Patience, or lack thereof

Tammy, my lymphedema specialist who I love and adore and
look forward to visiting, asked me a simple question yesterday:
When’s your reconstruction? I told her that the two surgeons’
offices (Dr S and Dr Spiegel) are supposed to be coordinating their
schedules and issuing a surgery date this week. I told her this
Monday afternoon, which for all intents & purposes, is this
week. In fact, this conversation took place in the afternoon of
this week, therefore in the far reaches of said time period. I
thought it was perfectly reasonable to expect to hear back from
those docs with my surgery date. After all, they’ve had since
Thursday to work on it. That’s plenty of time. Giddyup. She laughed
at me for being impatient. Good thing I love
and adore her, or else that might have made me mad. She’s gotten to
know me well in the last several months, and we’ve become friends.
She has educated me on the human lymph system and has schooled me
on how to (hopefully) continue unleashing a wicked forehand
(repeatedly, with great force, and multiple times a week) without
ending up looking like the “after” picture in the lymphedema
textbook. She knows I’ve been to a second surgeon and have decided
to venture forth toward yet another surgery, and I thought she knew
that I’m a very impatient patient. I don’t even know why the word
patient, meaning a person who requires medical
care, has be a homophone to the word meaning “the bearing of pain
or difficulty with calmness.” And I might even quibble with that: I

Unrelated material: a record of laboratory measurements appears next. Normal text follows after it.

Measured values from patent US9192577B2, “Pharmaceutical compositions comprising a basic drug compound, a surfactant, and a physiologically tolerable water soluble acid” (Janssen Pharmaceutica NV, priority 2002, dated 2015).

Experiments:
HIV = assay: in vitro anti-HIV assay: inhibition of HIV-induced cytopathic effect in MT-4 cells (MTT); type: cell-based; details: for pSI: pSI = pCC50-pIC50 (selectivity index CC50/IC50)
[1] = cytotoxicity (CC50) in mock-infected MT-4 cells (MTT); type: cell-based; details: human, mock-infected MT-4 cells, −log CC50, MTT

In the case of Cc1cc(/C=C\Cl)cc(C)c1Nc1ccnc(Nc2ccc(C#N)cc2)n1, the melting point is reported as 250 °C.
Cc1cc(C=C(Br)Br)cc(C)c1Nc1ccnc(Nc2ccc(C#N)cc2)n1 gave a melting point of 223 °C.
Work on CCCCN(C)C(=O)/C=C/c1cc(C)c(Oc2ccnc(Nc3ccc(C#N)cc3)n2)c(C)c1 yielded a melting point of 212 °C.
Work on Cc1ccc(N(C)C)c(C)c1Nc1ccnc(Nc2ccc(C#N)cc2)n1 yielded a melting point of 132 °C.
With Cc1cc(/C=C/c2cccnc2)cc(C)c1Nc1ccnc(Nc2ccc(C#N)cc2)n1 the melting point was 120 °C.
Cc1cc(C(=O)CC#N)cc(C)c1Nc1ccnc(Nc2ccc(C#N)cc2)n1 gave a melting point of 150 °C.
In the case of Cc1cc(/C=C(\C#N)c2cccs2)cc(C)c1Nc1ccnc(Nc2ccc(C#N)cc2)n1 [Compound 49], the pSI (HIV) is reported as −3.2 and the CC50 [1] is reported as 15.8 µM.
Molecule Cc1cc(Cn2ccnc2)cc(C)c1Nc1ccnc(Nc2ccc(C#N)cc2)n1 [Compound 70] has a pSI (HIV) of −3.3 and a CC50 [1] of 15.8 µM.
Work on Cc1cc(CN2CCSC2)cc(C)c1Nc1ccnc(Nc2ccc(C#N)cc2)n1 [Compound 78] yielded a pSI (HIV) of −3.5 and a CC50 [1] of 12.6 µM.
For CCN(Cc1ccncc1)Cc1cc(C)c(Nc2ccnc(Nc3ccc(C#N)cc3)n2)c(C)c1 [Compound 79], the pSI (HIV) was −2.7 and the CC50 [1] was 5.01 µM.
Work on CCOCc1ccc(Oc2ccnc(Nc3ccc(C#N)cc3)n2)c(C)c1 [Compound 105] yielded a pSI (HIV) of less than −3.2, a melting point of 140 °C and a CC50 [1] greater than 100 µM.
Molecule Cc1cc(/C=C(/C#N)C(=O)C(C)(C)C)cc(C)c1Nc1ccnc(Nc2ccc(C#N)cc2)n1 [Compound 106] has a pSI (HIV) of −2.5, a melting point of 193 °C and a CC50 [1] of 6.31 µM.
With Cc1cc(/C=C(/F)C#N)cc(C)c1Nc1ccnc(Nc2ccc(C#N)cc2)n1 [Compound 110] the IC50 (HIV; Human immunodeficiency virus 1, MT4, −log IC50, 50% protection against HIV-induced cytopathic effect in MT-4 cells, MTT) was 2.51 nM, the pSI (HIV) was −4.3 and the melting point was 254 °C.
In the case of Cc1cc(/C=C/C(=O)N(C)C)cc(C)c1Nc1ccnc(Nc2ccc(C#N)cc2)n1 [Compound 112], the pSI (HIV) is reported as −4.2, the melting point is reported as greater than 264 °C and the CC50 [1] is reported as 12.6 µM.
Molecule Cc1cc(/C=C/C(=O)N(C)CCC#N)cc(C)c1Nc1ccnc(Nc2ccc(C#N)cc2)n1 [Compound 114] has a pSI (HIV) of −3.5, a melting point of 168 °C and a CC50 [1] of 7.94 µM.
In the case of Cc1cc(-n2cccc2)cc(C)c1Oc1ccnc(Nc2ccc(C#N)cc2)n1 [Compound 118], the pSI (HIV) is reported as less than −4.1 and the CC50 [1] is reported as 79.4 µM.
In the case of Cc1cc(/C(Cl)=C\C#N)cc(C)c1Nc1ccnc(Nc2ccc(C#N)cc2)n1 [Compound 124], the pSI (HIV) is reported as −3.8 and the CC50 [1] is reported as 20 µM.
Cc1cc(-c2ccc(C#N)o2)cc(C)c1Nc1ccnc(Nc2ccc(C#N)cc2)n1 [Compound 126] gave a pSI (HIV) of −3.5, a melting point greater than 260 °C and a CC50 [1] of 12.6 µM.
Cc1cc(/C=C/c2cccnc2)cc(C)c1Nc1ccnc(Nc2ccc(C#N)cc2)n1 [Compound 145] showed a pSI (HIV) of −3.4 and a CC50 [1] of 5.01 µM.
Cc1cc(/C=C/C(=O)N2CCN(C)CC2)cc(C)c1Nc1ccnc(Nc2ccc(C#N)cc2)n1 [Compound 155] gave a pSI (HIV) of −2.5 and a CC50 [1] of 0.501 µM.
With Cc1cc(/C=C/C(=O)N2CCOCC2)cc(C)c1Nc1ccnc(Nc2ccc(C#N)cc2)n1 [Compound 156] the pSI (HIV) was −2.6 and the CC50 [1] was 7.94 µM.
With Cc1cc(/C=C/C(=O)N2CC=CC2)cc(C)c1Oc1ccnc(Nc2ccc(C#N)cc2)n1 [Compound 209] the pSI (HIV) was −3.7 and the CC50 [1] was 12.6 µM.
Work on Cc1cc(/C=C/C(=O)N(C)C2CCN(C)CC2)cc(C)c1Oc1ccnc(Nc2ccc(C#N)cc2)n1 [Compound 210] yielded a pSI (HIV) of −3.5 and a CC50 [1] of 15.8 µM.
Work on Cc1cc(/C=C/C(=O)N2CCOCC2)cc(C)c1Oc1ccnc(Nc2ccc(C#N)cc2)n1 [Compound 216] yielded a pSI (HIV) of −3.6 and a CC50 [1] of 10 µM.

can bear pain & difficulty with calm, I just want to get
through it fast. Anyone who’s been a patient knows it’s hard to be
patient. If you haven’t learned this first-hand, trust me. I know
of which I speak. Lots has been written about patience. Everyone
from Shakespeare to Guns ‘N Roses has addresses this fragile human
condition. My favorite allusion by the Bard to the patience
principle is in Othello: “How poor are they that have not patience!
What wound did ever heal but by degrees?” I feel like Shakespeare
has been peeping in my windows again. I could show him color photos
of a wound healing by degree (but won’t gross y’all out by posting
them here). I have a bar graph, too, showing the wound dimensions
and how they changed, by degree. I’m serious about the photos and
graph. Alexandre Dumas, perhaps the most famous French writer of
the 19th century, knew enough about patience to utter this: “All
human wisdom is summed up in two words — wait and hope.” I’m good
with the latter, not so much with the former. And if it takes
patience to gain wisdom, forget it; I’m out. Not that I’m
particularly impulsive, but once I make a decision and set my
course of action, I’m ready to get to it. Now, not later. Leo
Tolstoy wrote that “the two most powerful warriors are patience and
time.” Egads, I’m double-hosed. We’ve all heard time & time
again that patience is a virtue. I don’t quibble with this ancient
wisdom, I just don’t happen to possess that virtue. I’m sure Dr S
is still laughing at me begging him to let me go home from the